David Wallace is always welcome. It's great to introduce a straight man who's from "the real world" and have him react to the insanity in Scranton. His facial reaction to Andy's cheese plate presentation was golden. (So was Jim's mental calculations of why Andy brought a cheese tray into the conference room.)

It didn't really occur to me until this episode that Jim really has toned down his slacking off and become responsible, what with an impending marriage and baby. He's becoming a responsible man. His reactions to Michael sabotaging and betraying him were some deft acting from John Krasinski. He didn't overplay anything because Jim never gets overly emotional unless Pam's involved, but his fuming anger was very effective.

The big winner of the episode was the Marvel Team Up of Dwight and Toby. Who knew those two would be comedy gold together? My favorite moment was Dwight talking to the camera about how Darryl and his sister look alike.

Poor Pam trying to get RSVP confirmations. Pam and Jim's wedding has been a great vehicle to remind us that everyone at Dunder Mifflin Scranton is a huge asshole.
I wanted to cheer when Jim was promoted to co-manager. That's a big and welcome change in the structure of the show.

Dwight's reaction was perfect.

Tuesday, September 22, 2009

U2 360

U2 360


Reunited with my all-time favorite band last night at Gillette Stadium.  This marked my third U2 concert and completed a perfect record of my attending every U2 tour this decade.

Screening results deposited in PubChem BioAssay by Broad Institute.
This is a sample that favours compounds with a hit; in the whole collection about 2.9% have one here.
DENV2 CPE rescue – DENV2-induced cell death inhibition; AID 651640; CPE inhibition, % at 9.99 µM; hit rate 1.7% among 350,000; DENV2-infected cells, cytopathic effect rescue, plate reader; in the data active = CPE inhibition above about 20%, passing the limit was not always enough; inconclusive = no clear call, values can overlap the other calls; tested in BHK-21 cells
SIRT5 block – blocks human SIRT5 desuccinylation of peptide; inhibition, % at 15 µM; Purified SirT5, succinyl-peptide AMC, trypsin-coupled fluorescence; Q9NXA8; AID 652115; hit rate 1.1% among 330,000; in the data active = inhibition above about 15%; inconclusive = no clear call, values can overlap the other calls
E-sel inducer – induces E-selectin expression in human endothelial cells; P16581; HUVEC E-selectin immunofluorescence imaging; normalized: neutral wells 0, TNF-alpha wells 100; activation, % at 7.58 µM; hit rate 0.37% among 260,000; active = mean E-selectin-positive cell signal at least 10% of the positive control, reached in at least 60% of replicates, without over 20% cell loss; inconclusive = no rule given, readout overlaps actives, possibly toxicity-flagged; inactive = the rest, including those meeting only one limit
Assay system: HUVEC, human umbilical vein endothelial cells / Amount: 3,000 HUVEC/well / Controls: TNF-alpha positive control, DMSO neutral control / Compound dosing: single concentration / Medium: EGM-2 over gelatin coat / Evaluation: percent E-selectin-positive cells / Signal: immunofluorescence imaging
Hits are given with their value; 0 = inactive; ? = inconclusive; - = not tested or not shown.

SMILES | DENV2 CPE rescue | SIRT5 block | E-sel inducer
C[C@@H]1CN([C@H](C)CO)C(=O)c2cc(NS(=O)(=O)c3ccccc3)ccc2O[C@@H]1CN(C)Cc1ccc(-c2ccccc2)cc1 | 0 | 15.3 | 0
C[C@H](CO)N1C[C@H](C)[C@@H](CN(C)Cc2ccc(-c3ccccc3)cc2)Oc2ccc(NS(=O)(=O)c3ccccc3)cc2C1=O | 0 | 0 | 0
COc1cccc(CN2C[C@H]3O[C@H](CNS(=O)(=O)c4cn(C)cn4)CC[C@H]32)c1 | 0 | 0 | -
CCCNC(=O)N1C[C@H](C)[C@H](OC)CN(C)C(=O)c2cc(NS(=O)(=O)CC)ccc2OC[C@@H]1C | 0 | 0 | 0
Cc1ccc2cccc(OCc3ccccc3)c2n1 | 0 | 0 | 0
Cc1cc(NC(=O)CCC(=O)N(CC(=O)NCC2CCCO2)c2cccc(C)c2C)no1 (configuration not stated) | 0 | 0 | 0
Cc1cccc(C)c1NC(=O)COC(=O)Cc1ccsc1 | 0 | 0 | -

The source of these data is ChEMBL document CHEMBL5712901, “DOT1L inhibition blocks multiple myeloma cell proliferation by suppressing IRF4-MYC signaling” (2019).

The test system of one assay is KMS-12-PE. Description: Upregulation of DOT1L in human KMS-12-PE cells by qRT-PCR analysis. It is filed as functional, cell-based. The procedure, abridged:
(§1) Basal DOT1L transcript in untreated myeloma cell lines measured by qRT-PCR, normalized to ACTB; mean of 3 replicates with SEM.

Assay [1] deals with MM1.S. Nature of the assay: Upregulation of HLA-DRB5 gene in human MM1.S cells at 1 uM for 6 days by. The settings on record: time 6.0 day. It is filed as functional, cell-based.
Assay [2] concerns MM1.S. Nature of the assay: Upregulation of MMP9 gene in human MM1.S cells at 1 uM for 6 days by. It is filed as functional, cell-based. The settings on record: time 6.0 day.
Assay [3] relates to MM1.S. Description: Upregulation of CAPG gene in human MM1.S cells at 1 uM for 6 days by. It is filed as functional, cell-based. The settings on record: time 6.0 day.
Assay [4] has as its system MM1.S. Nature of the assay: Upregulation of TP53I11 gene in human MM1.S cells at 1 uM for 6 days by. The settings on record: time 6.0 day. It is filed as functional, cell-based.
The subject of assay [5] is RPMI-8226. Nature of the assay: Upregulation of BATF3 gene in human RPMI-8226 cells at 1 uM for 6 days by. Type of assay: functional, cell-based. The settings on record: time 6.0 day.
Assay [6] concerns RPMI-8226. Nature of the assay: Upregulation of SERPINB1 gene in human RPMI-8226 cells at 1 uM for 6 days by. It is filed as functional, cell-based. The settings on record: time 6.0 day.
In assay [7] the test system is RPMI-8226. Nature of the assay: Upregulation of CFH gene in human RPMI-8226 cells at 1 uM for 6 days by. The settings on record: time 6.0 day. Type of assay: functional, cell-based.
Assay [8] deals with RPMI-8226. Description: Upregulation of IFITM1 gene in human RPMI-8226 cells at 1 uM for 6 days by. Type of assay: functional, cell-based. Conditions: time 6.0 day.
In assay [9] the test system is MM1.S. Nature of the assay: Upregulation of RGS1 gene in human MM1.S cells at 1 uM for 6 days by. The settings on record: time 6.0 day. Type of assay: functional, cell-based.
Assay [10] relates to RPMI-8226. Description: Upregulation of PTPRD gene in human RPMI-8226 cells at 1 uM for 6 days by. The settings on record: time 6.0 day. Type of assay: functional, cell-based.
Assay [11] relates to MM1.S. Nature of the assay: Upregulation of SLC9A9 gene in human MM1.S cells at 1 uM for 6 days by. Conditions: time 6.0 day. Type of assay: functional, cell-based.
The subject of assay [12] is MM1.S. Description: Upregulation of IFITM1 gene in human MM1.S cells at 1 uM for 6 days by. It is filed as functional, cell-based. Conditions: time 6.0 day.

The stripped-down Elevation tour with its heart-shaped stage ramp will always have a sentimental place in my heart, being the first U2 show I finally was able to attend after missing their every tour during the 1990's.  The Vertigo tour has some pleasant memories but is somewhat tainted by the band's overt political posturing. (Lads, I'm trying to rock out to your hits.  Stop telling me to text Nelson Mandela's cell number to

All things considered, U2 360 was the best U2 show I've been to.  It was phenomenal.

I don't know how to best describe the 360 stage, besides "world's largest Erector set".  Here's a picture of me overlooking it:

And here's a picture of the world's largest Erector set all lit up:

Bono, during his first chat with the audience after they finished an awesome rendition of Get On Your Boots, explained that the 360 stage is actually designed as a spaceship, "to bring us closer to you. Lift off!"

In terms of production values, U2 outdid themselves with 360.  The visual and aural stimulation were unlike anything I've ever experienced in the many, many concerts I've attended over the last 20 years.  The stadium was bathed with lights of every color. Mirrored monitors descended from the top of the archways that would shimmer in glorious white light. A disco ball effect at the top of the "spaceship" succeeded in drawing us all in so that the enormous 70,000+ seat Gillette Stadium felt as intimate as the Boston clubs U2 first performed in over two decades ago.  It was at times magical, at times futuristic.  It was unforgettable.